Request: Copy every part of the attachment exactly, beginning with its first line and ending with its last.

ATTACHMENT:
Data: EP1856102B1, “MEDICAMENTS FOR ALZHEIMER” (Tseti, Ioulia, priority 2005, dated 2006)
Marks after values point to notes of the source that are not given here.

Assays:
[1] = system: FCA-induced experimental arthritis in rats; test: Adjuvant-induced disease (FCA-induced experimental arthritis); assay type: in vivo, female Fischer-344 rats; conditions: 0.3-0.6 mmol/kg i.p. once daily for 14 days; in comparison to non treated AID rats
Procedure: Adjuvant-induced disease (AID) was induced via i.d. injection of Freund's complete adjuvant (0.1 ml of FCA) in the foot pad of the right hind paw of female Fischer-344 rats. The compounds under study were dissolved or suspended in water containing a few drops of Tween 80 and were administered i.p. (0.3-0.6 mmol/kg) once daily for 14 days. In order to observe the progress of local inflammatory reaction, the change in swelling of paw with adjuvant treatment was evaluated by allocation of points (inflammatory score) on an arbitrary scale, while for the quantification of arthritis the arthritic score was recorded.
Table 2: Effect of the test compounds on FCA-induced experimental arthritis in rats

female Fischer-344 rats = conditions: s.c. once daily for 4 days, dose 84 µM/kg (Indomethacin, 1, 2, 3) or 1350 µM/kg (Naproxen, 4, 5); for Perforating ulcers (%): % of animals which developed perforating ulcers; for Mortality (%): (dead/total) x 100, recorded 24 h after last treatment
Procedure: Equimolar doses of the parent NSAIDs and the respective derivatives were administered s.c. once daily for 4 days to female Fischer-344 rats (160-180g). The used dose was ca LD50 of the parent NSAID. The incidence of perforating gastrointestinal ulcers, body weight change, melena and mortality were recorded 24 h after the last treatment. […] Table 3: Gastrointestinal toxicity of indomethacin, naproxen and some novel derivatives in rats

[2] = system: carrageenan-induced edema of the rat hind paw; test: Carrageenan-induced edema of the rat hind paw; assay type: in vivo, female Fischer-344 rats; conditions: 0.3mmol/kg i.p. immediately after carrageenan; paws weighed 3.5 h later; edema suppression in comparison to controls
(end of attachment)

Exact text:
Data: EP1856102B1, “MEDICAMENTS FOR ALZHEIMER” (Tseti, Ioulia, priority 2005, dated 2006)
Marks after values point to notes of the source that are not given here.

Assays:
[1] = system: FCA-induced experimental arthritis in rats; test: Adjuvant-induced disease (FCA-induced experimental arthritis); assay type: in vivo, female Fischer-344 rats; conditions: 0.3-0.6 mmol/kg i.p. once daily for 14 days; in comparison to non treated AID rats
Procedure: Adjuvant-induced disease (AID) was induced via i.d. injection of Freund's complete adjuvant (0.1 ml of FCA) in the foot pad of the right hind paw of female Fischer-344 rats. The compounds under study were dissolved or suspended in water containing a few drops of Tween 80 and were administered i.p. (0.3-0.6 mmol/kg) once daily for 14 days. In order to observe the progress of local inflammatory reaction, the change in swelling of paw with adjuvant treatment was evaluated by allocation of points (inflammatory score) on an arbitrary scale, while for the quantification of arthritis the arthritic score was recorded.
Table 2: Effect of the test compounds on FCA-induced experimental arthritis in rats

female Fischer-344 rats = conditions: s.c. once daily for 4 days, dose 84 µM/kg (Indomethacin, 1, 2, 3) or 1350 µM/kg (Naproxen, 4, 5); for Perforating ulcers (%): % of animals which developed perforating ulcers; for Mortality (%): (dead/total) x 100, recorded 24 h after last treatment
Procedure: Equimolar doses of the parent NSAIDs and the respective derivatives were administered s.c. once daily for 4 days to female Fischer-344 rats (160-180g). The used dose was ca LD50 of the parent NSAID. The incidence of perforating gastrointestinal ulcers, body weight change, melena and mortality were recorded 24 h after the last treatment. […] Table 3: Gastrointestinal toxicity of indomethacin, naproxen and some novel derivatives in rats

[2] = system: carrageenan-induced edema of the rat hind paw; test: Carrageenan-induced edema of the rat hind paw; assay type: in vivo, female Fischer-344 rats; conditions: 0.3mmol/kg i.p. immediately after carrageenan; paws weighed 3.5 h later; edema suppression in comparison to controls